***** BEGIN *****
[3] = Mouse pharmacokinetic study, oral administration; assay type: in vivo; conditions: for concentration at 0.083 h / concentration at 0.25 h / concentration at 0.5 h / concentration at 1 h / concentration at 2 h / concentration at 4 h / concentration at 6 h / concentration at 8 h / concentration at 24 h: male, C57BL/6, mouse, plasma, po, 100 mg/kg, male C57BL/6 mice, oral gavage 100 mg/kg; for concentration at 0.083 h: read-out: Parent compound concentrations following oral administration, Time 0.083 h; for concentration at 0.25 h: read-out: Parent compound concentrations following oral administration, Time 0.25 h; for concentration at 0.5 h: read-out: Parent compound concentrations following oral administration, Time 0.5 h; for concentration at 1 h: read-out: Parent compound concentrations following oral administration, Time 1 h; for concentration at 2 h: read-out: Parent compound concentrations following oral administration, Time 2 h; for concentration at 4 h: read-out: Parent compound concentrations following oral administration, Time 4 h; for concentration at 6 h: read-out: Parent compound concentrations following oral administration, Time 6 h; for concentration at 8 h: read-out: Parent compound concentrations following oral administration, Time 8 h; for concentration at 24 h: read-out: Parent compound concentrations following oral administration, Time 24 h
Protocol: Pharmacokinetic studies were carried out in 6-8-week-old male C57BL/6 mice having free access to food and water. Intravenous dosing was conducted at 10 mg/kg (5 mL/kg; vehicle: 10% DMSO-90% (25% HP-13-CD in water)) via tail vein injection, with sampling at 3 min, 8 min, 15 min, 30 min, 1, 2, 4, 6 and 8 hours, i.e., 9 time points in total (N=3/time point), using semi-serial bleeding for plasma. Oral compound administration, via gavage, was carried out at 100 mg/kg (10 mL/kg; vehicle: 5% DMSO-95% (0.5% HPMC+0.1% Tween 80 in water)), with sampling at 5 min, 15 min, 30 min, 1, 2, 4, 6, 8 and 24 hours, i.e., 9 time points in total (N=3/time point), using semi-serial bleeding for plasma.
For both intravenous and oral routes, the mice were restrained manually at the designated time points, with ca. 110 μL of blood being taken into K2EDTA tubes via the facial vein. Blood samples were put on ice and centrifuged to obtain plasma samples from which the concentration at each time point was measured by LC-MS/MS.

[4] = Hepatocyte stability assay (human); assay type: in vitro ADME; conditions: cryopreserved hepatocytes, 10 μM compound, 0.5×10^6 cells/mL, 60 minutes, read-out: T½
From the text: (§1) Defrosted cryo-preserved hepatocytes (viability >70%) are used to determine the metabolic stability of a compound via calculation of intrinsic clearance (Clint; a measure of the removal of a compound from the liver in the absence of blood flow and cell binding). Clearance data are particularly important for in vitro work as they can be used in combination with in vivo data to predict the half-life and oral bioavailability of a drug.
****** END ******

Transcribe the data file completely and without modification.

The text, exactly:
[3] = Mouse pharmacokinetic study, oral administration; assay type: in vivo; conditions: for concentration at 0.083 h / concentration at 0.25 h / concentration at 0.5 h / concentration at 1 h / concentration at 2 h / concentration at 4 h / concentration at 6 h / concentration at 8 h / concentration at 24 h: male, C57BL/6, mouse, plasma, po, 100 mg/kg, male C57BL/6 mice, oral gavage 100 mg/kg; for concentration at 0.083 h: read-out: Parent compound concentrations following oral administration, Time 0.083 h; for concentration at 0.25 h: read-out: Parent compound concentrations following oral administration, Time 0.25 h; for concentration at 0.5 h: read-out: Parent compound concentrations following oral administration, Time 0.5 h; for concentration at 1 h: read-out: Parent compound concentrations following oral administration, Time 1 h; for concentration at 2 h: read-out: Parent compound concentrations following oral administration, Time 2 h; for concentration at 4 h: read-out: Parent compound concentrations following oral administration, Time 4 h; for concentration at 6 h: read-out: Parent compound concentrations following oral administration, Time 6 h; for concentration at 8 h: read-out: Parent compound concentrations following oral administration, Time 8 h; for concentration at 24 h: read-out: Parent compound concentrations following oral administration, Time 24 h
Protocol: Pharmacokinetic studies were carried out in 6-8-week-old male C57BL/6 mice having free access to food and water. Intravenous dosing was conducted at 10 mg/kg (5 mL/kg; vehicle: 10% DMSO-90% (25% HP-13-CD in water)) via tail vein injection, with sampling at 3 min, 8 min, 15 min, 30 min, 1, 2, 4, 6 and 8 hours, i.e., 9 time points in total (N=3/time point), using semi-serial bleeding for plasma. Oral compound administration, via gavage, was carried out at 100 mg/kg (10 mL/kg; vehicle: 5% DMSO-95% (0.5% HPMC+0.1% Tween 80 in water)), with sampling at 5 min, 15 min, 30 min, 1, 2, 4, 6, 8 and 24 hours, i.e., 9 time points in total (N=3/time point), using semi-serial bleeding for plasma.
For both intravenous and oral routes, the mice were restrained manually at the designated time points, with ca. 110 μL of blood being taken into K2EDTA tubes via the facial vein. Blood samples were put on ice and centrifuged to obtain plasma samples from which the concentration at each time point was measured by LC-MS/MS.

[4] = Hepatocyte stability assay (human); assay type: in vitro ADME; conditions: cryopreserved hepatocytes, 10 μM compound, 0.5×10^6 cells/mL, 60 minutes, read-out: T½
From the text: (§1) Defrosted cryo-preserved hepatocytes (viability >70%) are used to determine the metabolic stability of a compound via calculation of intrinsic clearance (Clint; a measure of the removal of a compound from the liver in the absence of blood flow and cell binding). Clearance data are particularly important for in vitro work as they can be used in combination with in vivo data to predict the half-life and oral bioavailability of a drug.